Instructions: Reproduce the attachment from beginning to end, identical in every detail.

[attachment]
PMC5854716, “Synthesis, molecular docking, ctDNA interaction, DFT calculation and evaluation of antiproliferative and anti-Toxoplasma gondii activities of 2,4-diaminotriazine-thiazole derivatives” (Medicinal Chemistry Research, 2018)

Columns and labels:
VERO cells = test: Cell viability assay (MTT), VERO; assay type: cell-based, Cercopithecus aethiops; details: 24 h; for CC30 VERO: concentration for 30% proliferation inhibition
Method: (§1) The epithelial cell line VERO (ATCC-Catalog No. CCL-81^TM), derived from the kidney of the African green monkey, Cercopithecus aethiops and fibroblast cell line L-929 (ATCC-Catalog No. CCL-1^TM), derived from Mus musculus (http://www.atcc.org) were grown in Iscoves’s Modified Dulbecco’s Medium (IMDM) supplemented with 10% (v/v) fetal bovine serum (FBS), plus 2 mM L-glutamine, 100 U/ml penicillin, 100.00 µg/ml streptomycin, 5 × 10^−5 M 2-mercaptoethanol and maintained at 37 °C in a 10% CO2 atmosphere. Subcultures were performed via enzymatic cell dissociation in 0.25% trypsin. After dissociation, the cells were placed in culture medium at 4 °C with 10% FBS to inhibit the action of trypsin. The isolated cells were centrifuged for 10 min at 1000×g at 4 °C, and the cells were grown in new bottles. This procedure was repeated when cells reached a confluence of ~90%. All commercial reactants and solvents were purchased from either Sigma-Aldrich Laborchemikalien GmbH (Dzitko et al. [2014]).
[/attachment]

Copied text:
PMC5854716, “Synthesis, molecular docking, ctDNA interaction, DFT calculation and evaluation of antiproliferative and anti-Toxoplasma gondii activities of 2,4-diaminotriazine-thiazole derivatives” (Medicinal Chemistry Research, 2018)

Columns and labels:
VERO cells = test: Cell viability assay (MTT), VERO; assay type: cell-based, Cercopithecus aethiops; details: 24 h; for CC30 VERO: concentration for 30% proliferation inhibition
Method: (§1) The epithelial cell line VERO (ATCC-Catalog No. CCL-81^TM), derived from the kidney of the African green monkey, Cercopithecus aethiops and fibroblast cell line L-929 (ATCC-Catalog No. CCL-1^TM), derived from Mus musculus (http://www.atcc.org) were grown in Iscoves’s Modified Dulbecco’s Medium (IMDM) supplemented with 10% (v/v) fetal bovine serum (FBS), plus 2 mM L-glutamine, 100 U/ml penicillin, 100.00 µg/ml streptomycin, 5 × 10^−5 M 2-mercaptoethanol and maintained at 37 °C in a 10% CO2 atmosphere. Subcultures were performed via enzymatic cell dissociation in 0.25% trypsin. After dissociation, the cells were placed in culture medium at 4 °C with 10% FBS to inhibit the action of trypsin. The isolated cells were centrifuged for 10 min at 1000×g at 4 °C, and the cells were grown in new bottles. This procedure was repeated when cells reached a confluence of ~90%. All commercial reactants and solvents were purchased from either Sigma-Aldrich Laborchemikalien GmbH (Dzitko et al. [2014]).